Discussing Disability: ‘Nothing About Us Without Us’

Written by Malka Goldberg on . Posted in Features

What is the appropriate language to use when talking about disability, and why does it matter? This question is particularly relevant to the Jewish community in February, as communities around the world observe Jewish Disability Awareness, Acceptance, and Inclusion Month (JDAIM).

There are three common constructs for discussing disability: person-first language (e.g., “person with a disability”), identity-first language (“disabled person”), and euphemisms (“special needs,” “differently abled”).

In a recent webinar titled “What’s in a Name? Understanding the Connotations of Disability-Related Language,” Rabbi Ruti Regan delved into these different constructs and why word choice matters. She is the rabbinic disability scholar in residence at Matan, an organization that educates Jewish leaders, educators, and communities, empowering them to create learning environments supportive of diverse learners.

“Disability-related language can get really loaded, and can get really conflict-ridden and anxiety-ridden, because people often have very intense opinions on disability-related language and what the correct language is, and they have very intense opinions in opposite directions,” said Rabbi Regan, who self-identifies as a disabled disability activist.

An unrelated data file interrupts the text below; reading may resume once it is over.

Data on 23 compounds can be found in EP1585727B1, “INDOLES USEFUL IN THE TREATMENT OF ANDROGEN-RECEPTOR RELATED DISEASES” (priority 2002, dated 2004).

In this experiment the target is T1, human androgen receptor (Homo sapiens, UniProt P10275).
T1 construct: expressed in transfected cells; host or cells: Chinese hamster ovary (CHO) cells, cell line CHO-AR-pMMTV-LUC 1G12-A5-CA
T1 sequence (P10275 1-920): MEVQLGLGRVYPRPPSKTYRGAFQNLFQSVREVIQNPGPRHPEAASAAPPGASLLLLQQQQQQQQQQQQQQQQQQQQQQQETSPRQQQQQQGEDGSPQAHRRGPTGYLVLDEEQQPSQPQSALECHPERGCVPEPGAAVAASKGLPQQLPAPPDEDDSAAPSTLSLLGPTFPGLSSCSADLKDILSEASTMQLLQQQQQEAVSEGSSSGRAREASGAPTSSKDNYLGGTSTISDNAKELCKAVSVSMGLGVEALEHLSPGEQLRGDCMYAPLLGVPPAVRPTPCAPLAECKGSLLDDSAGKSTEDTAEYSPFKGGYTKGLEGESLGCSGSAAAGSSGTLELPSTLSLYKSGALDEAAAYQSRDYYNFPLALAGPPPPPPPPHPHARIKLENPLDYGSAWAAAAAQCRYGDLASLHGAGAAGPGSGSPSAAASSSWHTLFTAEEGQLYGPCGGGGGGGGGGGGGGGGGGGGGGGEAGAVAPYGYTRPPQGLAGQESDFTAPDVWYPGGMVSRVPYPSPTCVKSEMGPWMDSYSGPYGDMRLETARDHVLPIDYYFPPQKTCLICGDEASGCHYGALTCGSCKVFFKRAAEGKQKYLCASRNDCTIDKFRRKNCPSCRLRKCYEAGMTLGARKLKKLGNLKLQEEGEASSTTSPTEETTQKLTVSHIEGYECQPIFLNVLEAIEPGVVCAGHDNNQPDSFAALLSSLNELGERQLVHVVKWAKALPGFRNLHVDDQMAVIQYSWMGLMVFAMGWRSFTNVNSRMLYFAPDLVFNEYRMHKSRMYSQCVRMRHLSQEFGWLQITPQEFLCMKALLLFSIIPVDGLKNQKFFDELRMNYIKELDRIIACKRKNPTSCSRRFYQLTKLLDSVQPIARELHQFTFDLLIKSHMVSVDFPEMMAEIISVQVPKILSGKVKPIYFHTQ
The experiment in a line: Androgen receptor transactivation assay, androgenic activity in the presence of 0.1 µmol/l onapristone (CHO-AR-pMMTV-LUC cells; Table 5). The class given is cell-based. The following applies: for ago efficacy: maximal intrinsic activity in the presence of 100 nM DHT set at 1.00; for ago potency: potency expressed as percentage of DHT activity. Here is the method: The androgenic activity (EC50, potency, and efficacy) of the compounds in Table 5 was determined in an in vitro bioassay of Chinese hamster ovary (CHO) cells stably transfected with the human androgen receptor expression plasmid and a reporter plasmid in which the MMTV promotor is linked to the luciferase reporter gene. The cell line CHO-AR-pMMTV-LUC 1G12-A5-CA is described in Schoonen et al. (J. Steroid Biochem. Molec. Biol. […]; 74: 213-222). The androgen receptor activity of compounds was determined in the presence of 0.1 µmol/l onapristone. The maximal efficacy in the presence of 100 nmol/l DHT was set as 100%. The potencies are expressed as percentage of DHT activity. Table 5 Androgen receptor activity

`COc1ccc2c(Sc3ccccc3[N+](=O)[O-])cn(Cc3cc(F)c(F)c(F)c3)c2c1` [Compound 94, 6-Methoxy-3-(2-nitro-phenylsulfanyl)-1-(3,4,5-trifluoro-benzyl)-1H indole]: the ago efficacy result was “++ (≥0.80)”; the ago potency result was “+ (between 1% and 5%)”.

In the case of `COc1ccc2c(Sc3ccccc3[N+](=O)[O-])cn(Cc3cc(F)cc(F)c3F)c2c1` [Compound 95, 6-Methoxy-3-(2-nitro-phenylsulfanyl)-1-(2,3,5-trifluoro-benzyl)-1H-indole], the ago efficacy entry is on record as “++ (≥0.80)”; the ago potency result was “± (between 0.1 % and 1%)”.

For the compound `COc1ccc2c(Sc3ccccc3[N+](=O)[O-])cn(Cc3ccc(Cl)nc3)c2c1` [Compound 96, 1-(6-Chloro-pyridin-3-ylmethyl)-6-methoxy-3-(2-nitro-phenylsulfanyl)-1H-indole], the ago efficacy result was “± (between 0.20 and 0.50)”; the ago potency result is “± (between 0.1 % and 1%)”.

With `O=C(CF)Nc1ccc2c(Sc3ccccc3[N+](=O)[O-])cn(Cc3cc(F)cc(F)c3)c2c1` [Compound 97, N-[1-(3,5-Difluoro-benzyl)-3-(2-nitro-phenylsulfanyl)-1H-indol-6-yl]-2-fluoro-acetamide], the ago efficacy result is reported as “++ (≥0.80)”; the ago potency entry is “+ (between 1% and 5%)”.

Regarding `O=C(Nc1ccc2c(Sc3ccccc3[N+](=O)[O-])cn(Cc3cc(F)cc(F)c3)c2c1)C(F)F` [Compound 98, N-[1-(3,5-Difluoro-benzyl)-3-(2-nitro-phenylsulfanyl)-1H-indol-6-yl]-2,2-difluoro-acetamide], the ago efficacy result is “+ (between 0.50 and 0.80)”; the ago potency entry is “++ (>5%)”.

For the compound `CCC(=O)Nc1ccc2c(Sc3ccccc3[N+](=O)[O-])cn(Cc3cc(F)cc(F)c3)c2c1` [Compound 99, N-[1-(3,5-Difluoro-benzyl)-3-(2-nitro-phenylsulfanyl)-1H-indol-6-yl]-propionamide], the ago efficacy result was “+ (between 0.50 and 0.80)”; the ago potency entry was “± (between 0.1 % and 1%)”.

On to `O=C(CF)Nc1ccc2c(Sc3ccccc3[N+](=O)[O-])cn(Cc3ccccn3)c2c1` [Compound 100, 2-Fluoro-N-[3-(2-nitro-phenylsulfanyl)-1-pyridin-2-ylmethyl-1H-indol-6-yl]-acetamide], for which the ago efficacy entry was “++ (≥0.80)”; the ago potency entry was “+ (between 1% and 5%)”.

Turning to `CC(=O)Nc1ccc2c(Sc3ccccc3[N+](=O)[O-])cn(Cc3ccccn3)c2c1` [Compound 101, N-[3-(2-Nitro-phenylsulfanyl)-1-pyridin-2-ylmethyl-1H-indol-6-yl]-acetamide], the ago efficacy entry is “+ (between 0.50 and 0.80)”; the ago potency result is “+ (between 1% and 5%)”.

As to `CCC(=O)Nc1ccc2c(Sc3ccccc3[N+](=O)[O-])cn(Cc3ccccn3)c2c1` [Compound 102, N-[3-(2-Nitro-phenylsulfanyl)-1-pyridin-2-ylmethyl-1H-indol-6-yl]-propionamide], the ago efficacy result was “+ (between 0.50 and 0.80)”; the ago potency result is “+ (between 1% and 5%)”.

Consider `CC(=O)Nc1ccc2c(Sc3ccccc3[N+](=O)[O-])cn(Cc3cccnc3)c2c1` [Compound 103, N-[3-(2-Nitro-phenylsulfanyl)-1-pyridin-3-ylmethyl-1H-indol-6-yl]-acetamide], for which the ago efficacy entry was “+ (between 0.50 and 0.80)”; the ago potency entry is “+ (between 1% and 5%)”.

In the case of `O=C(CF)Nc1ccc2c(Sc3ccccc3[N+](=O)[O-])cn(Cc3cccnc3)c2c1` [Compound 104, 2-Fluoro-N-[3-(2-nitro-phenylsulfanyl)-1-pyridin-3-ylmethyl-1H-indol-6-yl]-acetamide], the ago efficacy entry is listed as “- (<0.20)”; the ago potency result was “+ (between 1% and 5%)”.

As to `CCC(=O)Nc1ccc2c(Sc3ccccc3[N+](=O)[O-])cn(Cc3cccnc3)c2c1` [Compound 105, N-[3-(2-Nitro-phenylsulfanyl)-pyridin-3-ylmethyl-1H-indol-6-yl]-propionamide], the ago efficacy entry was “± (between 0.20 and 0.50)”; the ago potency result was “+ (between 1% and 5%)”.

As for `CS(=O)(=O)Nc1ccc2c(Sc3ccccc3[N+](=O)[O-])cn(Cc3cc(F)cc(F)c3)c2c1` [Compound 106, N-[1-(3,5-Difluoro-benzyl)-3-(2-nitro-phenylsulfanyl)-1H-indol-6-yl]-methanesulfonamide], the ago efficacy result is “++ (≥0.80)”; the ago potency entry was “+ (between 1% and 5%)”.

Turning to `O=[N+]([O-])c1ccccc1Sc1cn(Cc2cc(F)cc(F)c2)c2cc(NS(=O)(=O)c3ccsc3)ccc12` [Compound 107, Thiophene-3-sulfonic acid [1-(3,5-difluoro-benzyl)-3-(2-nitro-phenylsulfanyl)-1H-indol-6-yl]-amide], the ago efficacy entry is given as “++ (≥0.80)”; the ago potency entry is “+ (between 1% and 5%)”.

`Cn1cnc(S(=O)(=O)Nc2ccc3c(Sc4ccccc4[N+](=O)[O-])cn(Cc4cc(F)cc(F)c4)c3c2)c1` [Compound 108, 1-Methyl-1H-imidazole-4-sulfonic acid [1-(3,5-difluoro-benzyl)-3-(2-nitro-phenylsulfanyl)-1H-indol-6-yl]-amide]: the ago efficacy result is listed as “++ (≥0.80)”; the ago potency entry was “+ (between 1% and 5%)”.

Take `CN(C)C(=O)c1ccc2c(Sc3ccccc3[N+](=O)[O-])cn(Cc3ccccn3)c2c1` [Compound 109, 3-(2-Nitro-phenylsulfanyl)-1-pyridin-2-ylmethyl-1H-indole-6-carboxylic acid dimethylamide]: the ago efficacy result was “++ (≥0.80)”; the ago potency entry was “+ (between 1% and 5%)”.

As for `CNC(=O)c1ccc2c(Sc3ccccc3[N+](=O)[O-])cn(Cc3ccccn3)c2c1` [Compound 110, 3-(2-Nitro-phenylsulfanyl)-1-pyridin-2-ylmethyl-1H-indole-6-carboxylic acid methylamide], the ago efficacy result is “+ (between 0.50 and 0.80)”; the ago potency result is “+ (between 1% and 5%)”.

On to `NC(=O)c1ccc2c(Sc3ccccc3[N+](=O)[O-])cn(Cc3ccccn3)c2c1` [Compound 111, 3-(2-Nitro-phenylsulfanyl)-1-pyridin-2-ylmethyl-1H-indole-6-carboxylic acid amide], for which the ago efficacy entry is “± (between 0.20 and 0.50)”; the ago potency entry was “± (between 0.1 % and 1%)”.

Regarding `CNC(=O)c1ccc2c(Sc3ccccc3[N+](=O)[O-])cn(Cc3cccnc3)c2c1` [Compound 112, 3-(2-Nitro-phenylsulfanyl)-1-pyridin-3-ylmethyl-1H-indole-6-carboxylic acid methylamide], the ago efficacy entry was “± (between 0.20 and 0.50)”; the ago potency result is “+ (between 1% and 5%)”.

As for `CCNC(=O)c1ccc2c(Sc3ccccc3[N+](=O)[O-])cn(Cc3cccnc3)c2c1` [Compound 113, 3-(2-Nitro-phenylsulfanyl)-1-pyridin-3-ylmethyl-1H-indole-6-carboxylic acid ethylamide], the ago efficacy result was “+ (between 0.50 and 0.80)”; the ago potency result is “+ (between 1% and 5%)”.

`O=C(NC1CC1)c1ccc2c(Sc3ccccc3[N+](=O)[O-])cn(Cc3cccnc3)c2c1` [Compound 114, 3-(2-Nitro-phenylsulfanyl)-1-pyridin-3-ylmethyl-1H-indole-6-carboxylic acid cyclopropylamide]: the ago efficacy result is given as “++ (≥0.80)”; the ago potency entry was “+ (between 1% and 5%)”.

Every single person interviewed for this story emphasized the importance of respecting individual preference. When speaking to or about an individual, the answer is clear: Ask them which terminology they prefer.

“You can never go wrong with ATP [ask the person],” said Jennifer Laszlo Mizrahi, founder and president of RespectAbility. Mizrahi is dyslexic and has ADHD, and knows what it means to parent a child with multiple disabilities.

There was also consensus that several specific terms are no longer acceptable. These include “wheelchair-bound,” “confined to a wheelchair,” and “suffers from” or is “afflicted with” X condition or disease.

“I care a lot more about ‘lives with’ or ‘has’ instead of ‘suffers with,’ rather than ‘person with disability’ versus ‘disabled person,’” Mizrahi said. “One of my pet peeves is describing someone as suffering from a disability, rather than living with it. They may be having a fantastic life.”

When it comes to discussing disability in general or in reference to a group of people, however, the answer is not so straightforward.


Person First or Identity First?